At our Surrey school, a spectacularly well-preserved air-raid shelter under the school has been uncovered, which literally paints a picture of life for pupils more than 60 years ago, during the Second World War.
The discovery of this hidden gem is largely due to the intrepid investigations of ex-pupil and local historian, Alan Moore. Alan was researching the history of the school when he came across an old Pathe newsreel clip about the school. The film described the ingenuity of an art teacher and his willing accomplices (the boys of the school) who very carefully painted their air-raid shelter with cartoon murals.
Under Alan's persuasion, it was decided that the air-raid shelter would be reopened this term - a real "Howard Carter" moment, according to the headteacher. Probably because neither light nor human hand had infiltrated the shelter for close to 60 years, the murals were as vibrant as if they had been painted yesterday.
I felt privileged to be the first teacher to take a class down to the shelter, 60 years after children last set foot inside it. Our pupils were fascinated by the pictures (mostly of cartoons popular at the time, such as Robin Hood and Robinson Crusoe), but they also displayed quiet reverence in the shelter, perhaps reflecting on the importance of the site as both an educational resource and a historical artefact.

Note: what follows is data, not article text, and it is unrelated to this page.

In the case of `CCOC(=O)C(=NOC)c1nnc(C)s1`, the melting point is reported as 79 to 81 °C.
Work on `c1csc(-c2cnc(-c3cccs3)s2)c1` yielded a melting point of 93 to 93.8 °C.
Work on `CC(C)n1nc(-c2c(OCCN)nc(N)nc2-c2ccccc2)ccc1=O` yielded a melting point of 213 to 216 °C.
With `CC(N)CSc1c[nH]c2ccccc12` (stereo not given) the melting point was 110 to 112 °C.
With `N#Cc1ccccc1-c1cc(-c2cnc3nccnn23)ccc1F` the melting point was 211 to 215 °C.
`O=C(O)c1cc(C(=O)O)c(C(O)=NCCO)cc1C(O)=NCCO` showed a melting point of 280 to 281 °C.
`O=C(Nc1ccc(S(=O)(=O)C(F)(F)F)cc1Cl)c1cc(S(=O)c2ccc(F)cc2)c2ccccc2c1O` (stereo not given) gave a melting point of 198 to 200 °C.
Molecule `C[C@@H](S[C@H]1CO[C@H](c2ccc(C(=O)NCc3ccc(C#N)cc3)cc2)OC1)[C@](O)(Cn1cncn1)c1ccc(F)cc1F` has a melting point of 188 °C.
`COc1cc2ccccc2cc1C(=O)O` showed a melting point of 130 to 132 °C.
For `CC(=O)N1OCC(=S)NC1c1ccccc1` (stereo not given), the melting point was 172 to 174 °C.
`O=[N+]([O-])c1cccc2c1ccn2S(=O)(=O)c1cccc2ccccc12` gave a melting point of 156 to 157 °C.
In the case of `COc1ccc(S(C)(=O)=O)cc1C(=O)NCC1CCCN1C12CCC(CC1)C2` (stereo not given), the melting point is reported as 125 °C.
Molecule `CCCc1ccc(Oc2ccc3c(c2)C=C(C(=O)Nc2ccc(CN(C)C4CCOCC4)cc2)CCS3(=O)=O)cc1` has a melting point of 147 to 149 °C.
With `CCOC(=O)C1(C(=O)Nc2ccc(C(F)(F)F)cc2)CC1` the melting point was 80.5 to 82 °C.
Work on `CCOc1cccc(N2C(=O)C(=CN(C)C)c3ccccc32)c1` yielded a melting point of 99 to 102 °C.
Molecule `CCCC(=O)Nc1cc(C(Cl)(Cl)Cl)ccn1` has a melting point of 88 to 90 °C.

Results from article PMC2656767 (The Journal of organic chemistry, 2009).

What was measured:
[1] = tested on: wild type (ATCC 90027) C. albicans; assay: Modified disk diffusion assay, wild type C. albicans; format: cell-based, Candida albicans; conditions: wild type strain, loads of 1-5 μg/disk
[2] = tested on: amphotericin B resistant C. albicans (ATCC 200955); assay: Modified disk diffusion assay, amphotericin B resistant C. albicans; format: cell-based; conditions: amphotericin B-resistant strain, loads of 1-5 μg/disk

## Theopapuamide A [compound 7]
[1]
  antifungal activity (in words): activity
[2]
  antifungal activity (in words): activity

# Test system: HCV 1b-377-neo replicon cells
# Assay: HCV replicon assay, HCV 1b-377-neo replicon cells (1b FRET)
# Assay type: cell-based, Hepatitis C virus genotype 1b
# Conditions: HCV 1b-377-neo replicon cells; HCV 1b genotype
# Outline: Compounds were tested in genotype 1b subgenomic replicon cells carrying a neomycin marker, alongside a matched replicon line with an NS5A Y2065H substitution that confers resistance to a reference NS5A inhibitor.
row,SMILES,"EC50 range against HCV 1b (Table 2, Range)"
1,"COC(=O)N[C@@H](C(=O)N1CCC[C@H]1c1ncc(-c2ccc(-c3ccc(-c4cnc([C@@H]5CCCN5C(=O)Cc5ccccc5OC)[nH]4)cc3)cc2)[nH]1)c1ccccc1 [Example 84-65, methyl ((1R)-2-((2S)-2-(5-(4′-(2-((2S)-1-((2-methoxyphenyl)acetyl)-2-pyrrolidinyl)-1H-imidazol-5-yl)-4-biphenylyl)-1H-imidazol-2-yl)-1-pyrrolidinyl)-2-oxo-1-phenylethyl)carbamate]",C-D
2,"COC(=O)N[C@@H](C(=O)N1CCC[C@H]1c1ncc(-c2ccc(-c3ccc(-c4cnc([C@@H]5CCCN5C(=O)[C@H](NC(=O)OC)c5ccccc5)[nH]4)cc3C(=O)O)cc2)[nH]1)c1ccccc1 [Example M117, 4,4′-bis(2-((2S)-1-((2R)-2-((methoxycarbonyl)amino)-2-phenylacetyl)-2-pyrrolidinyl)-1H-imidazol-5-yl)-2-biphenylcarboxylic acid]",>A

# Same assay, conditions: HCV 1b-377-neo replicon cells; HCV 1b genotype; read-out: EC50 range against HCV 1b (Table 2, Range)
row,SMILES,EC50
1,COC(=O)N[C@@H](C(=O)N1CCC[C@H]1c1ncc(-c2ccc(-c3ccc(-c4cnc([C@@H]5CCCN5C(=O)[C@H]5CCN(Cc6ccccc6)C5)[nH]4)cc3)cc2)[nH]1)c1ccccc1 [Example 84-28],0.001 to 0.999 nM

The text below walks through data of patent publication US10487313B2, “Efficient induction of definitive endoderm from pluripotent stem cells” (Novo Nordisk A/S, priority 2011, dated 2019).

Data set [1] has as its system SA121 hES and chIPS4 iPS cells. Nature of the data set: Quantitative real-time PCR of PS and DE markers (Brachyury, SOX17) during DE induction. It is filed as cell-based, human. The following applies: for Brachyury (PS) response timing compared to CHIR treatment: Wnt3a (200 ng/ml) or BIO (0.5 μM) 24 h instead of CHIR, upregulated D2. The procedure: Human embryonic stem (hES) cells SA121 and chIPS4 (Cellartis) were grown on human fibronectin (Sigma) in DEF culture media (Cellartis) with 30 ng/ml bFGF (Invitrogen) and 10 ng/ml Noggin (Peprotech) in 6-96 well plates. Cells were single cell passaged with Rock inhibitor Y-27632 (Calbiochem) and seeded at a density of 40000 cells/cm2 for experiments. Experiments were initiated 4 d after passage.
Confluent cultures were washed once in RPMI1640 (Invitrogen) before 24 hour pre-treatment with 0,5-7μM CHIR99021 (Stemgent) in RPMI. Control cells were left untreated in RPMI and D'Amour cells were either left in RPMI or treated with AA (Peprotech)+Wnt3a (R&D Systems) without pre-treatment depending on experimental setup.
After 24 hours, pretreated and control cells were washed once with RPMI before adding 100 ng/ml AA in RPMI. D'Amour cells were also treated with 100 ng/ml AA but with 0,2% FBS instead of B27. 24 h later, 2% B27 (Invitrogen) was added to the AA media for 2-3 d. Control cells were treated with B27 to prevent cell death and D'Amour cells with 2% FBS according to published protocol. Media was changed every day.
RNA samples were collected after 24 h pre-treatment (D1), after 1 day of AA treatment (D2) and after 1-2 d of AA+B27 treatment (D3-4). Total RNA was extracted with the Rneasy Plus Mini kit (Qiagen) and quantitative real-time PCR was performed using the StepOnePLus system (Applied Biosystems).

The shelter appeared in the local newspaper and on BBC local news, and we have been able to get in touch with a few of the people who actually helped to paint the mural. The school is hoping more ex-pupils will come forward to share their experiences of the shelter, and the school is holding an open day in July when people will be able to visit it. We are also arranging for pupils to interview former scholars and record the interviews for future generations. And we hope the shelter can be visited by other local schools, to share in our rich historical discovery.
Adrian McGreevy Year 4 Class Teacher, St John's Primary School, Redhill, Surrey